With manta rays cruising pristine coral reefs in emerald bays, and white-sand beaches nestled beside funky jungles, Japan’s Ishigaki island should have thousands of tourists from nearby Taiwan and southeast China lining up for juicy, well-marbled steaks and bitter goya gourds.
Instead, Chinese attention to the island is focused on a single fisherman, Zhan Qixiong, detained there for more than 10 days after allegedly ramming a Japanese coast guard ship in disputed waters at the heart of a diplomatic spat threatening to unravel diplomatic relations and trade between the world’s second and third largest economies.
While Japan’s new Foreign Minister, Seiji Maehara, is calling it an “accidental incident” and saying the countries have “no territorial issues,” a roiling dispute over fishing grounds and gas fields could damage Prime Minister Naoto Kan’s vision to open Japan to the sort of mass Chinese tourism helping out Asian economies hurt by declining North American demand for their exports.
Though tourist arrivals dropped last year by almost 20 per cent, to 6.8 million, Japan is hoping to attract 10 million visitors to Japan this year and 25 million per year within a decade. One of those visitors was supposed to be Chinese Premier Hu Jintao, invited to the Asia-Pacific Economic Co-operation forum in Yokohama in November.
But Beijing media say China is cutting off ministerial-level relations with Japan, and China has repeatedly summoned Japan’s ambassador to lodge protests. “Any so-called judicial proceedings the Japanese side takes against the Chinese captain are illegal and invalid,” Foreign Ministry spokesman Ma Zhaoxu said in statement quoted by Xinhua news agency. “If Japan acts willfully, making mistake after mistake, China will take strong countermeasures, and all the consequences will be borne by the Japanese side.”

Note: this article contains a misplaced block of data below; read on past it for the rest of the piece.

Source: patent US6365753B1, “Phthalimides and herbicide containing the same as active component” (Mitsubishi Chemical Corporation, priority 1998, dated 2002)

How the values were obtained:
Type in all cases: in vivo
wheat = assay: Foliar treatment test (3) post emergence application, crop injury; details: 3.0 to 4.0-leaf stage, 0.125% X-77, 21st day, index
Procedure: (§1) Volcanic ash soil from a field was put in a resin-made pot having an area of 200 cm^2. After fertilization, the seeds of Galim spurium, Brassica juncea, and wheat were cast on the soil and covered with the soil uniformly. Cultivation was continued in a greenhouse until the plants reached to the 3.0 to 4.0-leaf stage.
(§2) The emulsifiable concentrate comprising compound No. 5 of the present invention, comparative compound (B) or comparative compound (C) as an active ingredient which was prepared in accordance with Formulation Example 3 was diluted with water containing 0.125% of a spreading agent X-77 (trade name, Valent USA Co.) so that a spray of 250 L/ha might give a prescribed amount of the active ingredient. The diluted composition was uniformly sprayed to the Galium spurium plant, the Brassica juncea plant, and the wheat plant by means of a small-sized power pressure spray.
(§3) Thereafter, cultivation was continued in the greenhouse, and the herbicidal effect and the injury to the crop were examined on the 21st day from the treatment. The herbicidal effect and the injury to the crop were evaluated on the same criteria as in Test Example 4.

More importantly, bad blood lingering since the Second World War could continue to isolate Japan’s southwestern islands and other depopulating areas, which badly need visitors to revive greying communities and shrinking tax bases.
Having lost the No. 2 spot in the world economy to China this summer, many in Japan want China’s burgeoning middle class to spend their new found wealth here. On July 1, Japan eased conditions for granting visas to Chinese individuals whose families earn 60,000 yuan per year, about a quarter of the previous amount required. To make it easier for inland Chinese to visit Japan, Japan is now processing visa applications at seven consular offices instead of three, and issuing visas via 290 Chinese travel agencies instead of 48.
Mr. Kan, the Prime Minister, recently told the parliament that his tourism vision could add 10 trillion yen to the economy and create about 560,000 jobs.
As part of a “Yokoso” (Welcome) campaign, local governments have offered to translate restaurant menus for free, and put up signs in English, Korean and Mandarin in touristy areas such as Tokyo’s Tsukiji fish market. Electronics stores in Akihabara and Shibuya have recently added Mandarin-speaking staff.
The program was working, until now. The number of Chinese visitors to Japan rose 36 per cent in the first five months of this year, to about 600,000, compared with a total of 1.01 million in all of 2009, and the figures for the summer high season are likely to rise dramatically.
By opening ferry ports and local airfields to millions of Chinese who live less than 300 kilometres away from Ishigaki, tourism would also help Okinawa wean its economy off reliance on hand-outs from Tokyo and controversial U.S. marine bases. Instead, visitors around an island group – known as Senkaku in Japan and Diaoyu in China – mainly consist of U.S. and Japanese naval units; commodity hungry Chinese hoping to drill for oil and gas; and fishermen already threatening stocks across Asia.
With no direct flights to Okinawa or even Kyushu, it’s not easy for Chinese travellers to get to Ishigaki by boat either – unless they’re detained by the Japanese coast guard like the Chinese fishing-boat captain.